Michael Collins: unsung hero of spaceflight

The Apollo 11 pilot represented all that is great about humanity.

Norman Lewis

Topics Politics Science & Tech USA

Michael Collins, the pilot of the Apollo 11 Moon landing, who returned crewmates Neil Armstrong and Buzz Aldrin to Earth, has died at the age of 90.

Collins is, perhaps, one of the greatest unsung heroes of human history. As the pilot of Apollo 11, he has remained in the shadows. He selflessly stayed in solitary lunar orbit as Armstrong and Aldrin stepped into the limelight on the surface of the Moon, so that he could eventually return the conquering heroes to Earth.

The death of Collins is an occasion to remember and celebrate the remarkable Moon landing in 1969. It remains the most significant human achievement of all time. In that moment, humanity had overcome the biological limitations nature had imposed upon us, having achieved the ability to fly and escape Earth’s gravity. We had developed the knowledge and engineering prowess to build a craft that would allow a human being to walk on the lifeless surface of a nearby planetary satellite and return to Earth. It was the crowning achievement of human courage and ingenuity.

But Collins’ death is also a moment to highlight the hidden stories that make up such triumphs. Collins was often asked how he felt orbiting behind the far side of the Moon, cut off from his home world, while his two crewmates made history landing on the lunar surface for the first time. Such questions were often driven by a sense that he had somehow missed out on making history. Reading what he felt in his loneliness as he orbited the Moon, recorded in his brilliant biography Carrying the Fire, gives us an insight into his courage and heroism:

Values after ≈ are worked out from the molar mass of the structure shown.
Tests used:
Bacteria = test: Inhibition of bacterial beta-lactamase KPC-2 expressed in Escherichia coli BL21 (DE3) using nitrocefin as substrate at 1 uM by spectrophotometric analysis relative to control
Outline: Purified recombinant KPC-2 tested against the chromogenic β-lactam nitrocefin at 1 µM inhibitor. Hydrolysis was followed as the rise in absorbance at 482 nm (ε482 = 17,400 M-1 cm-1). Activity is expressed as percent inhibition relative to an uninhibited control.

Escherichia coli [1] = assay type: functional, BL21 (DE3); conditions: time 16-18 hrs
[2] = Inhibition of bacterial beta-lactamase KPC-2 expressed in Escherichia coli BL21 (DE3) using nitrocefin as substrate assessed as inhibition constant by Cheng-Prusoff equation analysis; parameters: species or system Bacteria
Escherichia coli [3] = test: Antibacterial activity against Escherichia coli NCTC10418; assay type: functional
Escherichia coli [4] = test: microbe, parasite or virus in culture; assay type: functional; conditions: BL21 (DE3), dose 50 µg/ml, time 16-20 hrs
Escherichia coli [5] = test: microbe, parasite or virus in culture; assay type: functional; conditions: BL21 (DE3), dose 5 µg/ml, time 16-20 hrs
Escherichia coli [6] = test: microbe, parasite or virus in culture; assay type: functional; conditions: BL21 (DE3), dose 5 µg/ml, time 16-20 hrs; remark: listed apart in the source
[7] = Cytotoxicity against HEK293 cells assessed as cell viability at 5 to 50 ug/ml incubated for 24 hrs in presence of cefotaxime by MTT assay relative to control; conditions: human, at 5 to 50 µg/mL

‘I don’t mean to deny a feeling of solitude. It is there, reinforced by the fact that radio contact with the Earth abruptly cuts off at the instant I disappear behind the Moon. I am alone now, truly alone, and absolutely isolated from any known life. I am it… I feel this powerfully not as fear or loneliness but as awareness, anticipation, satisfaction, confidence, almost exaltation. I like the feeling. Outside my window I can see stars and that is all. Where I know the Moon to be, there is simply a black void; the Moon’s presence is defined solely by the absence of stars.’

Far from feeling abandoned, or experiencing a sense of missing out, Collins thought he was very much a part of what was taking place on the lunar surface. Yes, he candidly accepted that his seat was not the best of the three seats of Apollo 11. But he said with ‘truth and equanimity’ that he was satisfied with his. He was, after all, part of a team. The Moon landing had to be structured for three people. The third person was as necessary as either of the other two. The mission was more significant than the men who performed it: the goal and prize were not fame. To be part of that quest was more important than his ego.